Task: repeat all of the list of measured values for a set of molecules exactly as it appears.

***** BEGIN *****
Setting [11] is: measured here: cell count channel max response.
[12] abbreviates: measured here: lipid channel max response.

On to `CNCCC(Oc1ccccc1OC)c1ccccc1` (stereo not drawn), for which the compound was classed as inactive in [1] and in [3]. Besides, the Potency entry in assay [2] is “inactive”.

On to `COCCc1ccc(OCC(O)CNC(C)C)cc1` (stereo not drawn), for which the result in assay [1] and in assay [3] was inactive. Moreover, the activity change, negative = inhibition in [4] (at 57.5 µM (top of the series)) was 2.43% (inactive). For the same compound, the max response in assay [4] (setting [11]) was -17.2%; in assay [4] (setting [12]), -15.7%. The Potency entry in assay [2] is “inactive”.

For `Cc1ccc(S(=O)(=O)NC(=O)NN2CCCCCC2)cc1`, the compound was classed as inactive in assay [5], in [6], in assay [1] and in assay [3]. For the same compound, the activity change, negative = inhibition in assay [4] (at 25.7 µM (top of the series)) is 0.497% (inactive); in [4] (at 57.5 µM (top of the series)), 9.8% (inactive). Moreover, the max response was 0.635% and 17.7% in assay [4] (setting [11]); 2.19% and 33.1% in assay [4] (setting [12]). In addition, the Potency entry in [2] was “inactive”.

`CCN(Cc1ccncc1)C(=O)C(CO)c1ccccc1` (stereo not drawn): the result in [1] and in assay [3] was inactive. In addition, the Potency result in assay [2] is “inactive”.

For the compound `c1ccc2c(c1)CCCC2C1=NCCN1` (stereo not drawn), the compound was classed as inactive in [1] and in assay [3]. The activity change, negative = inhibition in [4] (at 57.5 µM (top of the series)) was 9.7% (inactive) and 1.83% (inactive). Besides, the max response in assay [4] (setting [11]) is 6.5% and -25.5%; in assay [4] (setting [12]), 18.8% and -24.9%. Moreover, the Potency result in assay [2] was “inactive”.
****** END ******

Setting [11] is: measured here: cell count channel max response.
[12] abbreviates: measured here: lipid channel max response.

On to `CNCCC(Oc1ccccc1OC)c1ccccc1` (stereo not drawn), for which the compound was classed as inactive in [1] and in [3]. Besides, the Potency entry in assay [2] is “inactive”.

On to `COCCc1ccc(OCC(O)CNC(C)C)cc1` (stereo not drawn), for which the result in assay [1] and in assay [3] was inactive. Moreover, the activity change, negative = inhibition in [4] (at 57.5 µM (top of the series)) was 2.43% (inactive). For the same compound, the max response in assay [4] (setting [11]) was -17.2%; in assay [4] (setting [12]), -15.7%. The Potency entry in assay [2] is “inactive”.

For `Cc1ccc(S(=O)(=O)NC(=O)NN2CCCCCC2)cc1`, the compound was classed as inactive in assay [5], in [6], in assay [1] and in assay [3]. For the same compound, the activity change, negative = inhibition in assay [4] (at 25.7 µM (top of the series)) is 0.497% (inactive); in [4] (at 57.5 µM (top of the series)), 9.8% (inactive). Moreover, the max response was 0.635% and 17.7% in assay [4] (setting [11]); 2.19% and 33.1% in assay [4] (setting [12]). In addition, the Potency entry in [2] was “inactive”.

`CCN(Cc1ccncc1)C(=O)C(CO)c1ccccc1` (stereo not drawn): the result in [1] and in assay [3] was inactive. In addition, the Potency result in assay [2] is “inactive”.

For the compound `c1ccc2c(c1)CCCC2C1=NCCN1` (stereo not drawn), the compound was classed as inactive in [1] and in assay [3]. The activity change, negative = inhibition in [4] (at 57.5 µM (top of the series)) was 9.7% (inactive) and 1.83% (inactive). Besides, the max response in assay [4] (setting [11]) is 6.5% and -25.5%; in assay [4] (setting [12]), 18.8% and -24.9%. Moreover, the Potency result in assay [2] was “inactive”.